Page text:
Woman of the Century/Mary Alice Fonda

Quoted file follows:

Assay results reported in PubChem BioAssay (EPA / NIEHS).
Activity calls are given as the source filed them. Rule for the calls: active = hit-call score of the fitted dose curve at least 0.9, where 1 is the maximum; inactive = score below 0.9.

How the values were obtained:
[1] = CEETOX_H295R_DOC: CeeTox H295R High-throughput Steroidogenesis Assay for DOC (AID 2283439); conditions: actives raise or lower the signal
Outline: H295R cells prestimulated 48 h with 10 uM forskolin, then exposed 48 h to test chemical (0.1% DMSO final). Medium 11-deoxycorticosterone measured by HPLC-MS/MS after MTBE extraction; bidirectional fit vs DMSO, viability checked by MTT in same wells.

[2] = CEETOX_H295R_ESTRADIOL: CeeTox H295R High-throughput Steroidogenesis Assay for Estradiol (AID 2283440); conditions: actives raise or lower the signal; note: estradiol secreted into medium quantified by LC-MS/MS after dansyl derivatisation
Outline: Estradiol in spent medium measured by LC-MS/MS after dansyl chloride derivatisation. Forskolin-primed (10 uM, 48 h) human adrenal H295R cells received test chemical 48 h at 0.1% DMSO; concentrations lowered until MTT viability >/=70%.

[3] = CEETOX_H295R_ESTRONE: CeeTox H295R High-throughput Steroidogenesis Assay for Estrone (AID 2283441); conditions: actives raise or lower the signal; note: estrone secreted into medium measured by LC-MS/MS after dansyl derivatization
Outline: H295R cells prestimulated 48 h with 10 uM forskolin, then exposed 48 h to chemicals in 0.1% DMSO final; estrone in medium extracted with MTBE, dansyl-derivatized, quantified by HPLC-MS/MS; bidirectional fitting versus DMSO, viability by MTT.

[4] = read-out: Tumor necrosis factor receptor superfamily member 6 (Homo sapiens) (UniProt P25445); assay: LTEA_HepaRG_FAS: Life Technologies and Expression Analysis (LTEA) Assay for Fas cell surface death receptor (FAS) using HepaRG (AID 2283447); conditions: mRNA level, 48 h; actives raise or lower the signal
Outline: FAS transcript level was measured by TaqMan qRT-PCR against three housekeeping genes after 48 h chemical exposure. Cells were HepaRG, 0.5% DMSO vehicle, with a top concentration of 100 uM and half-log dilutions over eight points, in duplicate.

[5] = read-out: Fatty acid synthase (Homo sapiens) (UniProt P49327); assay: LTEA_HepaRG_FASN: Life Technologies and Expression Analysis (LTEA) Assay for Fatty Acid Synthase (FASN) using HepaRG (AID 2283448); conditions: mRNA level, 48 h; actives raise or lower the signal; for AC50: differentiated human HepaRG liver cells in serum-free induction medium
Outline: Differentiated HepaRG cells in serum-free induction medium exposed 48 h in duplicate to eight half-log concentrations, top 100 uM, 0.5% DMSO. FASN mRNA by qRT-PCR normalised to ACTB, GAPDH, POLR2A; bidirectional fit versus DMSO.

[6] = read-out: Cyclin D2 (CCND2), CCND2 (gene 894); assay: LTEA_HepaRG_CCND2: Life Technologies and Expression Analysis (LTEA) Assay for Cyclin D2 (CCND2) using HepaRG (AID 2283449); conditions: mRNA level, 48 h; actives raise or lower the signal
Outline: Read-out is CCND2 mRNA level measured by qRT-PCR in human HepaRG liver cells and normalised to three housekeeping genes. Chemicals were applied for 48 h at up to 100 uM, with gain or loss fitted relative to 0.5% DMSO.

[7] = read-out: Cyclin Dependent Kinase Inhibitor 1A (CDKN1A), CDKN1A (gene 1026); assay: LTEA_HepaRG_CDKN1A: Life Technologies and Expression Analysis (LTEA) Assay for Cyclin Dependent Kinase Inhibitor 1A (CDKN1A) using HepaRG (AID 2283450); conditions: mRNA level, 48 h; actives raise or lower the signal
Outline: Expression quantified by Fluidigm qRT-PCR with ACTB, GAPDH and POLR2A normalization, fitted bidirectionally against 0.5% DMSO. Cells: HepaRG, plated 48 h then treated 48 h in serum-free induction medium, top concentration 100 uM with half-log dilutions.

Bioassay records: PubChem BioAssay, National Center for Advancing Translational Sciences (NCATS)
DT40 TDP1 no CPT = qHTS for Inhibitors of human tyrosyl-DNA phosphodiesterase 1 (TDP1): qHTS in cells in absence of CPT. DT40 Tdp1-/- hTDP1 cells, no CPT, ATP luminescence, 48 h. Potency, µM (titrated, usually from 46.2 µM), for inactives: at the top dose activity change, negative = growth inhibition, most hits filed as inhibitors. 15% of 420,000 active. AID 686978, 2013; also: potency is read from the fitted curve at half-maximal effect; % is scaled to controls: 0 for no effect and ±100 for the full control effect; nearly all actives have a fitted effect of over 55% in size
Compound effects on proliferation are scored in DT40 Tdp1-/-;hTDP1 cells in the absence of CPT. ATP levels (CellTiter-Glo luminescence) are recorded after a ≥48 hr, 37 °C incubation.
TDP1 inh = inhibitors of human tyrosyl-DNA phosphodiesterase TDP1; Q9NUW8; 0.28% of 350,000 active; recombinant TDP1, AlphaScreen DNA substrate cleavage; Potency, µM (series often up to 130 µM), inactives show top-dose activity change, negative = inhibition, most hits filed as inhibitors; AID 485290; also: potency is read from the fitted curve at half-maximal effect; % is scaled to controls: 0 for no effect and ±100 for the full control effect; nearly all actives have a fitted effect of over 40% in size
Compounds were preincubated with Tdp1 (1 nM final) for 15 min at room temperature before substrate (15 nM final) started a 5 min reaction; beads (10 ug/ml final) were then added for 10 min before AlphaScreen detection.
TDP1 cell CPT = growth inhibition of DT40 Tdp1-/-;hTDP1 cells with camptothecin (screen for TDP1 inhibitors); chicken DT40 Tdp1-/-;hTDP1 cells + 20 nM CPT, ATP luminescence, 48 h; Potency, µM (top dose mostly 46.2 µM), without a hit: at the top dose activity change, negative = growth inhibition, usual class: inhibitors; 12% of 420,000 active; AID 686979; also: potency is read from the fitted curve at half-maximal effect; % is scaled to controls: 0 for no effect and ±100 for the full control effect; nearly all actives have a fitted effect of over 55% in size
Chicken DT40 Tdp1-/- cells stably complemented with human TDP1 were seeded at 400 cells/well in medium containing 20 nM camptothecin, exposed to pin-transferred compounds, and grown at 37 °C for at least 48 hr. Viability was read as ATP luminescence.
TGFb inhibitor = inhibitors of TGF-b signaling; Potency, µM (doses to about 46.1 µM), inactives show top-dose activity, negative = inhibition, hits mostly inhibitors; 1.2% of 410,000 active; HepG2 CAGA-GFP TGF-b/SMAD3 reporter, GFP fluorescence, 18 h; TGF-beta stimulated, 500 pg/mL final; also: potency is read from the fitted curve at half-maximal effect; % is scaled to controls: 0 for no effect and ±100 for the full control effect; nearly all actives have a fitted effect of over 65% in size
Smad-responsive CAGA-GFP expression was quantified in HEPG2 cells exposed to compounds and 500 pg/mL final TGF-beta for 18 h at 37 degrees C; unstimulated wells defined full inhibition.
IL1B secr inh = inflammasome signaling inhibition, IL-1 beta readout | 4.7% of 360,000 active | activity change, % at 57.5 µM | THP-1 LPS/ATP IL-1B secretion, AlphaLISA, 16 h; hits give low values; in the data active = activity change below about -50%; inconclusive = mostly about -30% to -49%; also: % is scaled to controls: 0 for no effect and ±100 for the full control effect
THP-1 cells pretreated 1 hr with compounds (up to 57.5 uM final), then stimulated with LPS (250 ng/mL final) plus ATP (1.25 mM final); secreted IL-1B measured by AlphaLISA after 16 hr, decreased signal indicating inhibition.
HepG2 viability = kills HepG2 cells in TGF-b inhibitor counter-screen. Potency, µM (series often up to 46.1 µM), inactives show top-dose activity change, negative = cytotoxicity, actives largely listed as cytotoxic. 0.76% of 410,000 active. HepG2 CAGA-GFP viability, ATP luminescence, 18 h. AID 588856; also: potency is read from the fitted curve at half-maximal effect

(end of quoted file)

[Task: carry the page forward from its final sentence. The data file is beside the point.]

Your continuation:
FONDA, Mrs. Mary Alice, musician, linguist, and author, born 21st October, 1837. She is known by her pen-name. "Octavia Hensel." Her maiden name was Mary Alice Ives. She is descended from General Michael Jackson, of Newton. Mass., who commanded a regiment of minute-men in the battle of Lexington. His son, Amasa Jackson, was the first president of the Union Bank of New York, in 181 2. He was married to Mary Phelps, the only daughter and heiress of Oliver Phelps, of Boston, who with Nathaniel Gorham purchased in the interior of New York State from the Indians the tract of land now known as the Phelps and Gorham purchase. Mary Charlotte Jackson. MARY ALICE FONDA. the grandmother of Mrs. Fonda, was married to Ralph Olmstead. of New York. Their only child, the mother of Mrs. Fonda, Mary Phelps Olmstead, was married to George Russell Ives, of New York. Mrs. Fonda's childhood was most fortunate. Her parents were surrounded by literary people. Mrs. Fonda's early taste tended toward literature. In 1865 she became the wife of Rev. William Wood Seymour, at one time connected with Trinity Parish. New York. In 18S6 her books on the festivals of the church, known as the "Cedar drove Series," were published in New York, and have become standard. After Mr. Seymour's death his widow returned to her father's house, but his loss of property during the Civil War and his feeble health led her to go to Europe for study to become a vocal teacher. She never appeared on the stage, except for charitable objects, as her relatives were opposed to a professional life. Before she went to Europe, her "Life of Gottschalk" (Boston, 1870) was published. During her residence in Europe she corresponded for several journals, the "Home Journal" of New York, the San Francisco "Chronicle" and the St. Paul "Pioneer Press" of Minnesota. She held the position of musical instructor and English companion to the Archdukes and Archduchesses, children of the Archduke of Austria, Carl Salvator of Tuscany, and his wife, Princess Marie Immaculate of Naples. After the death of her father she returned to her home in the United Slates and taught music in New York and Philadelphia. In 1884 she brought out her papers on "The Rhinegold Trilogy" (Boston), which had been written in Vienna under the supervision of Liszt and Richard Wagner. After the death of her grandmother, in 1885, she opened a school of vocal music in Nashville, Tenn. She removed to Louisville, Ky., in 1887, where she now resides. In the summer of 1888 she became the wife of Abraham G. Fonda, a descendant of the New York Fonda family, whose ancestor, Major Jelles Fonda, had purchased the Mohawk Valley and from the Phelps and Gorham estate, where the town of Fonda now stands. Mrs. Fonda is one of the most Cultivated women in America. She speaks seven languages fluently, German, French. Spanish, Italian. Portuguese, Roumanian and Magyar dialects, while her musical abilities are marked. She plays the piano, harp, guitar and organ, and is the possessor of a fine voice. She has studied under the best European teachers. Her rare musical accomplishments have won the commendation of Liszt, Rubenstein and other masters. As a critic Mrs. Fonda has won renown. Her musical nature, her superior education, her thorough knowledge of the laws of theory and familiarity with the works of the great composers of the classic, romantic and Wagnerian schools, and the newer schools of harmony, give her a point of vantage above the ordinary. She is prominent among the Daughters of the American Revolution and has in her possession many rare Revolutionary relics. Her novel, "Imperia" (Buffalo, 1892), is a success.